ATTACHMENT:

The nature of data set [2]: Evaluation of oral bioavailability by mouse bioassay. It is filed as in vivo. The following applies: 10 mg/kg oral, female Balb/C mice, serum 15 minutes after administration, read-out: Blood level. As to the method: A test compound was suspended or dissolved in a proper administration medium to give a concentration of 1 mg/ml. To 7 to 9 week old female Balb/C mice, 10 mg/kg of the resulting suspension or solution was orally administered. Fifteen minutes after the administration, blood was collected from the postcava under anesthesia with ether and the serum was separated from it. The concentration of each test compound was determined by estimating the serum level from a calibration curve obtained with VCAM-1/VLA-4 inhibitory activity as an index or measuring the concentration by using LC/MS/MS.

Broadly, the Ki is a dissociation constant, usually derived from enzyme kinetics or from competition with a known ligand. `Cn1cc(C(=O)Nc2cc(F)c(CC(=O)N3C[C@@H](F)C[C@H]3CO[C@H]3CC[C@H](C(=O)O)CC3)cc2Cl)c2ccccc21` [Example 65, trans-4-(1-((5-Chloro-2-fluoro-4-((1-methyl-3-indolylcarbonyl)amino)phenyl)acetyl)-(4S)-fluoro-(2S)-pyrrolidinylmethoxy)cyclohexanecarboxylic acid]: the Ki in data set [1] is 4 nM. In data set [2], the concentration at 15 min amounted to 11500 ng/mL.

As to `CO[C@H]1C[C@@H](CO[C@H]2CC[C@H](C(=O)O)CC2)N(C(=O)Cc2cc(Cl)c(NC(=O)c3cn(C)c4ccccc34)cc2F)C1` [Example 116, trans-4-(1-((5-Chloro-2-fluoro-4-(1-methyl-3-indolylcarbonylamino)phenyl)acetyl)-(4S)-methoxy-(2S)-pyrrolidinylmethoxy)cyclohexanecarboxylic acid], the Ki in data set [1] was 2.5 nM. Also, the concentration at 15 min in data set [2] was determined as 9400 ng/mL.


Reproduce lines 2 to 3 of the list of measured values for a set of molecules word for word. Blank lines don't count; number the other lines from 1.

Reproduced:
Broadly, the Ki is a dissociation constant, usually derived from enzyme kinetics or from competition with a known ligand. `Cn1cc(C(=O)Nc2cc(F)c(CC(=O)N3C[C@@H](F)C[C@H]3CO[C@H]3CC[C@H](C(=O)O)CC3)cc2Cl)c2ccccc21` [Example 65, trans-4-(1-((5-Chloro-2-fluoro-4-((1-methyl-3-indolylcarbonyl)amino)phenyl)acetyl)-(4S)-fluoro-(2S)-pyrrolidinylmethoxy)cyclohexanecarboxylic acid]: the Ki in data set [1] is 4 nM. In data set [2], the concentration at 15 min amounted to 11500 ng/mL.

As to `CO[C@H]1C[C@@H](CO[C@H]2CC[C@H](C(=O)O)CC2)N(C(=O)Cc2cc(Cl)c(NC(=O)c3cn(C)c4ccccc34)cc2F)C1` [Example 116, trans-4-(1-((5-Chloro-2-fluoro-4-(1-methyl-3-indolylcarbonylamino)phenyl)acetyl)-(4S)-methoxy-(2S)-pyrrolidinylmethoxy)cyclohexanecarboxylic acid], the Ki in data set [1] was 2.5 nM. Also, the concentration at 15 min in data set [2] was determined as 9400 ng/mL.